Heroin In The Heartland: Small Police Departments Can’t Cope With Influx


Heroin is killing more and more people in rural America, NPR reports. One Mexican cartel sells low-cost heroin around rural towns in the Southwest and Midwest. Take Madison, Ne., population 2,500, a two-hour drive from Omaha. “The world’s gotten smaller,” says Police Chief Rod Waterbury. “If drugs can make it to Chicago, they can make it here.” In many parts of Nebraska, a dose of heroin sells for as little as $10. Over the past decade, 13 people in the state have died from the drug, Six of those deaths occurred last year.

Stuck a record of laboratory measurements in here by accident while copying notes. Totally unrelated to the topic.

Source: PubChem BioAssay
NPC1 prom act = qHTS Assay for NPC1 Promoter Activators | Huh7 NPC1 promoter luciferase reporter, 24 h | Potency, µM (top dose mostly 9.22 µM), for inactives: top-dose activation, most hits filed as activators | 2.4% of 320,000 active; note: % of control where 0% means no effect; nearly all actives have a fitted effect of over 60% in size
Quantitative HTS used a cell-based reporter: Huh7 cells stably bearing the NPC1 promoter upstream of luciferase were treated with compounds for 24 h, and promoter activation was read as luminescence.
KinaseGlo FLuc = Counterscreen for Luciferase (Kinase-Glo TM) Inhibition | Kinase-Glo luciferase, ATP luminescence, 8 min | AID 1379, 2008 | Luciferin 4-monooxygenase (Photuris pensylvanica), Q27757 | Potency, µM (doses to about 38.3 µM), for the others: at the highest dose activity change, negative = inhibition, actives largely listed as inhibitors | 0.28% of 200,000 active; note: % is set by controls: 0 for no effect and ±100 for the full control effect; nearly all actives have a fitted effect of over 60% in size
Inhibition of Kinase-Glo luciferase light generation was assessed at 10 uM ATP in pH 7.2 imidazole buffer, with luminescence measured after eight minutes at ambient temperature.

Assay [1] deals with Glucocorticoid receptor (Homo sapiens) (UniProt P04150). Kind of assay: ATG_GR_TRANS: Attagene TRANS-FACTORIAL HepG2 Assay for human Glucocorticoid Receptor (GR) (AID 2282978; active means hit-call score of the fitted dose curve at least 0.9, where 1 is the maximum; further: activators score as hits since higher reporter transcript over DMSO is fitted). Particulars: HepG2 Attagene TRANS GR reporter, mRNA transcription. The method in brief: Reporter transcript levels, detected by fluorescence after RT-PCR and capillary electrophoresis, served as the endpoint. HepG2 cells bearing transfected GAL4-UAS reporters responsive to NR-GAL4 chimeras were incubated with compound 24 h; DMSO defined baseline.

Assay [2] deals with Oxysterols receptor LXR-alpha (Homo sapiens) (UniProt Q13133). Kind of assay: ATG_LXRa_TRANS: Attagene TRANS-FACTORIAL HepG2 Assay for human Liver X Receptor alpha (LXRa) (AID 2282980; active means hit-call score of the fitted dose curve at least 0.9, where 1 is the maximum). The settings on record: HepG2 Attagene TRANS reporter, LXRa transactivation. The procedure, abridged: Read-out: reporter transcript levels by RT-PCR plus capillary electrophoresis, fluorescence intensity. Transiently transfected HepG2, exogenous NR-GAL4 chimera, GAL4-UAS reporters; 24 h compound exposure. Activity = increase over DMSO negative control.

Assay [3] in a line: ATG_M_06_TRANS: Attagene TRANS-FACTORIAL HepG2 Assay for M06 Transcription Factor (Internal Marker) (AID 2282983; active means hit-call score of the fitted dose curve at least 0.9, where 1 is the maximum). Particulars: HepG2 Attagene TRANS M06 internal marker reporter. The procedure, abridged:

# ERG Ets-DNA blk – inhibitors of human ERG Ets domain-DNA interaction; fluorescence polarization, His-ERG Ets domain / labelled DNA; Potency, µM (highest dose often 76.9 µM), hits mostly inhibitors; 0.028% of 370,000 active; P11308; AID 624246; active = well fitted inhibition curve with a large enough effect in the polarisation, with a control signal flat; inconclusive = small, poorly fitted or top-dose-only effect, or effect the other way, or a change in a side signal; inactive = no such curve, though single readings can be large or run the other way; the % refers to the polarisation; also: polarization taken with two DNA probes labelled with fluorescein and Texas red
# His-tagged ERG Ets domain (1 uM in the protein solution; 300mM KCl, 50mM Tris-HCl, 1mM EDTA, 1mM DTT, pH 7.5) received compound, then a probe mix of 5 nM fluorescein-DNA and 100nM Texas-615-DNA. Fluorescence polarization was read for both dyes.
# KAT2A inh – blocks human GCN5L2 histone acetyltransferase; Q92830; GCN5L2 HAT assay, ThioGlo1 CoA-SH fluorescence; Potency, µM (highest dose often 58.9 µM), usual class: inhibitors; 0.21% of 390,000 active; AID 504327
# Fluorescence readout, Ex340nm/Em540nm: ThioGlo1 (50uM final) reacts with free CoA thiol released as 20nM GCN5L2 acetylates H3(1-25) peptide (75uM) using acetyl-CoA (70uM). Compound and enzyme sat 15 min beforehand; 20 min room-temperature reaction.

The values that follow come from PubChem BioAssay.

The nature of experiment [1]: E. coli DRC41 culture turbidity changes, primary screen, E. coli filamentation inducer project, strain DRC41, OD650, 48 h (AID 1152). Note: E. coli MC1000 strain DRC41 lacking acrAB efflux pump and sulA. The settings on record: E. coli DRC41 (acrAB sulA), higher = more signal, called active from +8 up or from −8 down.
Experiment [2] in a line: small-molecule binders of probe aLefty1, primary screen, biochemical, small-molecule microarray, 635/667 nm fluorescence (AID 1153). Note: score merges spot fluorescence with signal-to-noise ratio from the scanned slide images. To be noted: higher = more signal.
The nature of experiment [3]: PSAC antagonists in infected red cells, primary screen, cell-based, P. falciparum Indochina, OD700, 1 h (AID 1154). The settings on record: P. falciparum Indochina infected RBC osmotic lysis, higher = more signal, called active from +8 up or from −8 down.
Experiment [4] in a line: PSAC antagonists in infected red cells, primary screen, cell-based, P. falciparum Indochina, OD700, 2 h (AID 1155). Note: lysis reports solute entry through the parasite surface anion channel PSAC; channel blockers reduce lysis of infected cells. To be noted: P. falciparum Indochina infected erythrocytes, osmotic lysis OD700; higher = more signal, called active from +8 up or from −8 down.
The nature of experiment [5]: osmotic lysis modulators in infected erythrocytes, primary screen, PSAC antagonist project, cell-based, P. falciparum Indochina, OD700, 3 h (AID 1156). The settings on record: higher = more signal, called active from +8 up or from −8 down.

“It used to be all meth, before that it was all coke,” says Madison County Attorney Joe Smith. “Now we’re seeing on a routine basis some heroin.” He cites the death from heroin of a man, 32, who told his mother, ‘Mom, this is such a small town. Everybody does drugs.'” Michael Sanders of the Drug Enforcement Administration says heroin has overwhelmed parts of neighboring Iowa. In Madison, Ne., Chief Waterbury says his four-man department doesn’t have the resources or the experience for long-term drug investigations.

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